The valuable painting, in excellent condition, depicts Saint Cecilia playing the organ, surrounded by cherubs and cherubim. The saint, with an absent gaze and turned towards a mystical and divine light that transpires from behind the pipes of the organ and soft clouds, is dressed in refined and precious silk dresses. Next to her a putto hands her the musical score. The structure of the organ and the chair, in carved wood, reflect the stylistic dictates widespread in Rome in the Baroque era. The pavement in checkered, distorted prospectively, invites the observer’s gaze to converge towards the center of the canvas, where the face of the saint is represented. In the background, two imposing marble columns and a rich curtain frame the scene and serve as a fifth, increasing the compositional solemnity.
The author of the canvas is to be found in a painter active in Rome in the seventeenth century of skilled technical and compositional skills. The composition, played mainly in shades of brown, blue green and red, is harmonious and beautiful balanced. The natural rendering of silk fabrics, as well as of the skin tones, is proof of a high pictorial skill.
Iconographically, Saint Cecilia is often depicted playing an instrument and her image is often an allegory of Music itself, included in the Liberal Arts Quadrivium.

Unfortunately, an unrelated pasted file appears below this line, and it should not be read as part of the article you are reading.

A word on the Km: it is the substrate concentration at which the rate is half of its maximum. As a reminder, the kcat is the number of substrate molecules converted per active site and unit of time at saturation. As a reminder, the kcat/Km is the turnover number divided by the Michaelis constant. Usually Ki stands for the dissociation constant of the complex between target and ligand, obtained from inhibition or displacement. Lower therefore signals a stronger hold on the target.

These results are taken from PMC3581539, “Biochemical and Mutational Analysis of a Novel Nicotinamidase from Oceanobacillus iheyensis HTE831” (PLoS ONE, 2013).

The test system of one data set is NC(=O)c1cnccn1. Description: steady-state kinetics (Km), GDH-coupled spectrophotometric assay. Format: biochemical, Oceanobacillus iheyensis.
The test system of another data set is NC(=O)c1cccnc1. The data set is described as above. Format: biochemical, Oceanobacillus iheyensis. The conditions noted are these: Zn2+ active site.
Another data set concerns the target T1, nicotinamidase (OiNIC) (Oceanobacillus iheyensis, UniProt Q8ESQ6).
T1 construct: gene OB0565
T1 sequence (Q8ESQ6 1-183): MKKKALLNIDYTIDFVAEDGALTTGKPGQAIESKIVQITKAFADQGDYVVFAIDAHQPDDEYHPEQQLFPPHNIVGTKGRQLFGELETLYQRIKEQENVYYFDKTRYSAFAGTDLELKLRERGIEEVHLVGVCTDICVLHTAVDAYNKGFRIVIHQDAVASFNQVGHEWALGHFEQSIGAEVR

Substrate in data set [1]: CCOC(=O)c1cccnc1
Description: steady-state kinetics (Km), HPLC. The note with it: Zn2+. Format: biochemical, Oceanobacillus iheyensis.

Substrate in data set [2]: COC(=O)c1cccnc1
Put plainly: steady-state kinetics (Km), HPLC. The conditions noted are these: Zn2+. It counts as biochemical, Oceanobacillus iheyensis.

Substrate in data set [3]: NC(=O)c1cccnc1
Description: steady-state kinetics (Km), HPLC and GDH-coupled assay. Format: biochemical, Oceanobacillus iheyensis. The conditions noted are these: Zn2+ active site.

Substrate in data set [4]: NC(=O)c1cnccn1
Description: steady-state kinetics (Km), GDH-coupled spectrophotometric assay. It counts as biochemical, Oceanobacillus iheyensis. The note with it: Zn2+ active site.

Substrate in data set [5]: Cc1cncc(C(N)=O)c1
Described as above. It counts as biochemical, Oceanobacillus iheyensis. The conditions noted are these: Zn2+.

Cecilia was a Roman noblewoman, hence the sumptuous and rich clothing, lived between the second and third centuries. A.a. She was married to Valerian, also a descendant of a noble Roman family. On the night of the wedding, Cecilia revealed to her husband her conversion to Christianity and her decision to take a vow of chastity. The husband accepted his wife’s wish, converted himself to Christianity and had his brother Tiburzio converted as well.
All three thus began a work of spreading the new religion and Cecilia, excellent speaker, soon managed to convert many Romans, protected and helped by the two brothers soldiers. For their charitable activities, their fame grew so fast that they were condemned to martyrdom by the Roman prefect Turcio Almachio. Saint Cecilia is known to be the patron saint of music. His approach to this art was generated by an incorrect interpretation of the texts of the antiphonaries that were used in the masses during the celebrations for the saint.
The original text reads as follows: "Candentibus organis, Caecilia virgo in corde suo soli Domino decantabat...", that is "Among the organs (instruments of martyrdom) glowing, the virgin Cecilia sang praises to God in her heart". The wrong interpretation is in the first sentence, transcribed as follows: "Cantantibus organis.." or "Among the organs(musical instruments) playing", therefore listening to heavenly music sang praises to God in his heart.
Thus begins, from the fifteenth century, the iconographic fortune of Cecilia, to whom were attributed musical abilities. Thus, the saint was given a portative organ as a symbol of her excellent skills as a musician and since then she has been invoked by singers and composers as their protector.
Art history studies are currently underway.
1 195 €